Whether an event falls within the definition of an EAF depends on (i) the definition of the AED and the magnitude of any carve-outs; and (ii) whether the adverse event is “essential” to the agreement as a whole. In addition, the applicability of the provision may also depend on the extent to which the parties were able to foresee the event in question and/or specifically negotiate the risk of the event. An adverse event is generally considered essential when it “seriously threatens” the basic agreement “in a significant manner”. See Akorn, Inc. vs. Fresenius Kabi AG, WL 4719347 2018, *53 (Oct. 1, 2018). Short-term hiccups are usually not enough; On the contrary, it is to be expected that the adverse event “will continue significantly in the future”. See Hexion Specialty Chemicals, Inc. v. Huntsman Corp., 965 A.2d 715, 738 (Del. 2008), See also In re IBP, Inc. Shareholder Litig., 789 A.2d 14, 67 (Del.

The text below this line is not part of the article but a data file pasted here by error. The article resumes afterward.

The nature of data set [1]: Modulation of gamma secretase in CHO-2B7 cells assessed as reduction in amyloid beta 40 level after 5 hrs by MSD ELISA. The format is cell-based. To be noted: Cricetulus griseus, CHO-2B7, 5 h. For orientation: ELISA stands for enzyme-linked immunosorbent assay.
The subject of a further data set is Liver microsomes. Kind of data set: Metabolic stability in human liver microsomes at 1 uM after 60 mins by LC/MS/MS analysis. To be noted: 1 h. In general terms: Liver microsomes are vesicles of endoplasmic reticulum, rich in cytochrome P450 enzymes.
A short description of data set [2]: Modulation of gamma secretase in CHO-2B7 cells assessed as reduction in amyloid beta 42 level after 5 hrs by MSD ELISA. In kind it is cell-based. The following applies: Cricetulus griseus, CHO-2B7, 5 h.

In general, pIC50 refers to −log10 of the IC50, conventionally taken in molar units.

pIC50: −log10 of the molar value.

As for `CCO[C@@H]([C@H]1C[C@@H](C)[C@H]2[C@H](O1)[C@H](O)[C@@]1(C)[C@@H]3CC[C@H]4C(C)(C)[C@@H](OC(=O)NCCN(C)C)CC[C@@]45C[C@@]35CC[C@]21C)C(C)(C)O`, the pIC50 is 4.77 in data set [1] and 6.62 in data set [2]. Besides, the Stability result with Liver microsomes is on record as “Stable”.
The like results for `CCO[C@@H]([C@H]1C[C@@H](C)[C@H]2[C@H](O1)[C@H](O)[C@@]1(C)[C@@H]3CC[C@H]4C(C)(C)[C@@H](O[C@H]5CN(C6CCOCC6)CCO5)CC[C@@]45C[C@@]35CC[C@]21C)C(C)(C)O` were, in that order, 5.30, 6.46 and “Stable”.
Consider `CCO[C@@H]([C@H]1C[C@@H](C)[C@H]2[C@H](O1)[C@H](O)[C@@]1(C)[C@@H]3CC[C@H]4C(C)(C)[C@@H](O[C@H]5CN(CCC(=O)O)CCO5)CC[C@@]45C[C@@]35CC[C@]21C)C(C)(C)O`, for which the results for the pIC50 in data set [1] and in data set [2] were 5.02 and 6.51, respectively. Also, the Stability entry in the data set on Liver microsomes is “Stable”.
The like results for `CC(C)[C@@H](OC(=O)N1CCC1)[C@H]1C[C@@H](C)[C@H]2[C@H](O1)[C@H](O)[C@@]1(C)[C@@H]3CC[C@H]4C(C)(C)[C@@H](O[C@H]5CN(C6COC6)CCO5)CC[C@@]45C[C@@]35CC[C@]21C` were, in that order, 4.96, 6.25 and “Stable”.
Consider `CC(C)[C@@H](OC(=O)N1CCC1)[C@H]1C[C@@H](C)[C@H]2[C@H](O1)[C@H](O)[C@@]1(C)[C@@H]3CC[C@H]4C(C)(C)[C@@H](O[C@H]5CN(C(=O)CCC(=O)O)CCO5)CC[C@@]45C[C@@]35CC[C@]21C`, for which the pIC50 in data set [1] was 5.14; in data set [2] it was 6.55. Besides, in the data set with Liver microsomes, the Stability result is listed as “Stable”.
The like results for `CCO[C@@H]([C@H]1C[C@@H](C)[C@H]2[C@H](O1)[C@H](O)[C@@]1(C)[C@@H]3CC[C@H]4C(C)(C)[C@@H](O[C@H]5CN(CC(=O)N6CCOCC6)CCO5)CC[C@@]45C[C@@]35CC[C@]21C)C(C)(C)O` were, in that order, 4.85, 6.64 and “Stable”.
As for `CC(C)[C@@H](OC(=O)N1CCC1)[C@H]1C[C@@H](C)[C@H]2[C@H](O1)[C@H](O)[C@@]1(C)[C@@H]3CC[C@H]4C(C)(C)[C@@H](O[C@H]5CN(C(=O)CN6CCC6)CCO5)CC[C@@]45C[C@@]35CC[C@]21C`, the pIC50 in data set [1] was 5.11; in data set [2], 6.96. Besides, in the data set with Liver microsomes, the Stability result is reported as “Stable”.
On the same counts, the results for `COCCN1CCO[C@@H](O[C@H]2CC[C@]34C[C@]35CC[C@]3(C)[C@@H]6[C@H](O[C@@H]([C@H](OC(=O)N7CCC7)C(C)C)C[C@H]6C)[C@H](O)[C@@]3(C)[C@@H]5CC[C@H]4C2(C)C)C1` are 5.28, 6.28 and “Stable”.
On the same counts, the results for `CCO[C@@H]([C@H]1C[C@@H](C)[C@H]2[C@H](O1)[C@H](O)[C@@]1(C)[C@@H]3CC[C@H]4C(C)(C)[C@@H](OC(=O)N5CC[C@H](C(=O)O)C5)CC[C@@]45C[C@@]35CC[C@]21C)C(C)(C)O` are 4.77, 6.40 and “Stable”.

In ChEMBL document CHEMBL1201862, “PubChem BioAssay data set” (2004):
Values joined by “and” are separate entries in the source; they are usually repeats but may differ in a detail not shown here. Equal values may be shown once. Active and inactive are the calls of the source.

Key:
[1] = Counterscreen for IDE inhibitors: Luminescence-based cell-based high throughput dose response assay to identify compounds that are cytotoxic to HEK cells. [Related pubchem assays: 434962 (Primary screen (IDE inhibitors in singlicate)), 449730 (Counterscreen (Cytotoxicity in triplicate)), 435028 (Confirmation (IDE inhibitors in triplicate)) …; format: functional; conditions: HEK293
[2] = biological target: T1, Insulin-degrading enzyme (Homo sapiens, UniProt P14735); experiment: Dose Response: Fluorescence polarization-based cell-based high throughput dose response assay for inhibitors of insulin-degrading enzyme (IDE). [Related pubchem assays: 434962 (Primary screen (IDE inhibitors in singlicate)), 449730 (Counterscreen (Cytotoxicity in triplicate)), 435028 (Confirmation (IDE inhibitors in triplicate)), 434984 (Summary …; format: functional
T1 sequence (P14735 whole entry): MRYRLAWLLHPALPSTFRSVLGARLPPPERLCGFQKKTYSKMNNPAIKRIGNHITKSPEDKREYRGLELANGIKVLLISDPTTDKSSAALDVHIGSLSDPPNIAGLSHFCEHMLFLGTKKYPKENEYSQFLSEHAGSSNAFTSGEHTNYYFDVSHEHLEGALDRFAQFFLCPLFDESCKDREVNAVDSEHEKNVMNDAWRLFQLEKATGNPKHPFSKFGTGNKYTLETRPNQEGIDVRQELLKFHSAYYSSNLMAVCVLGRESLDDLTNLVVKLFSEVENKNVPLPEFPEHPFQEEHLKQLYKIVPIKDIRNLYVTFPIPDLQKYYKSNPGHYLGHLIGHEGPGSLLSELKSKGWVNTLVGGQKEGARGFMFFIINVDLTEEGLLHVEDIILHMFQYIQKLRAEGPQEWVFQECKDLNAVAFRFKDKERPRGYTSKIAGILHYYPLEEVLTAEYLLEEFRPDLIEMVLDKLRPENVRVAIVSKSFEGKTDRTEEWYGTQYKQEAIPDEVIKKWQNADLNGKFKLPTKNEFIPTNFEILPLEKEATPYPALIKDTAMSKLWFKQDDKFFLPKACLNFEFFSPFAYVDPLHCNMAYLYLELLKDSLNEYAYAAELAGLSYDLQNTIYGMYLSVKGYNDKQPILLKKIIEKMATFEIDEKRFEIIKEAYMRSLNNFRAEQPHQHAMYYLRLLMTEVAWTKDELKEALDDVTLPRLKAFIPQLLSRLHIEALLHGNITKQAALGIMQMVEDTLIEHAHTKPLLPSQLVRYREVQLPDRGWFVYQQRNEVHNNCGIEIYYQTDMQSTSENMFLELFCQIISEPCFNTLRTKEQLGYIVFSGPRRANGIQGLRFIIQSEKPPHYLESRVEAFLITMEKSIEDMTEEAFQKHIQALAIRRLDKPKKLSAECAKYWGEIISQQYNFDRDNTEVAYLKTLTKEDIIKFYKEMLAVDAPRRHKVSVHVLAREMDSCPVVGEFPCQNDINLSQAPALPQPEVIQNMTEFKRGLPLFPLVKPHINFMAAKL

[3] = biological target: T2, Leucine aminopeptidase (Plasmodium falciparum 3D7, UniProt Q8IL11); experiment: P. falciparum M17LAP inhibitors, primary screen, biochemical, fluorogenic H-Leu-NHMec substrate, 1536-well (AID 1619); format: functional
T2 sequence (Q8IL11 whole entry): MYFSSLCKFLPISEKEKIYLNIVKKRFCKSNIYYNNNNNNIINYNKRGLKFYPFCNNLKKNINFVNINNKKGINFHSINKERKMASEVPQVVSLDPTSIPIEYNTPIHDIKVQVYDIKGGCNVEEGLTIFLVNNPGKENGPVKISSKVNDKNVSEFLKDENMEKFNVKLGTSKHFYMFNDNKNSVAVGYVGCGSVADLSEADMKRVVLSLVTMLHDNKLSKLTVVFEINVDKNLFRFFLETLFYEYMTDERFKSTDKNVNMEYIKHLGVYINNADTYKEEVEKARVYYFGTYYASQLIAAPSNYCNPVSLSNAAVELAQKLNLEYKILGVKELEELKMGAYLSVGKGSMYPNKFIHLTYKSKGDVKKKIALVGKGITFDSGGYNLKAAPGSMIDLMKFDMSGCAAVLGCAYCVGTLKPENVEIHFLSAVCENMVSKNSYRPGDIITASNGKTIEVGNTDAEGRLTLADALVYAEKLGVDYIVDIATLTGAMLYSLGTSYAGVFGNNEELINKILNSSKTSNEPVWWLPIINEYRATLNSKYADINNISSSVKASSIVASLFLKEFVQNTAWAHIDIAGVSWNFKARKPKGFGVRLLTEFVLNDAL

Ch. 2001) (the adverse event must be “far-reaching. . . . over an economically reasonable period of time, which is thought to be measured in years and not months”). Although there is no quantitative threshold for determining legal significance, many courts will be mindful of defining the significance of securities law and may require at least 10% influence on relevant financial ratios. Therefore, it is always preferable for a TOE clause to be clearly identified in a contract to avoid confusion. The clause can be titled “Time is of the Essence Clause”.
Or the clause may contain plain language such as “time is essential in this agreement”. Clear language will help avoid unnecessary delays or misunderstandings in the future. Even if not explicitly included in the language of a definition of EAF, some courts will involve the requirement that neither party has reasonably anticipated the AED. While there is no precise definition of when an event is reasonably foreseeable, parties and courts will seek evidence (in emails, business documents, or industry publications) that the party exercising the right expected the event to occur and that it could have an impact on the transaction. For example, in Capitol Justice LLC v. Wachovia Bank, N.A., Wachovia had asserted its rights under an MAE clause to terminate a loan obligation for a loan that was to be secured by CMBS financing when the CMBS market ceased to function in 2007.1,706 F. . . .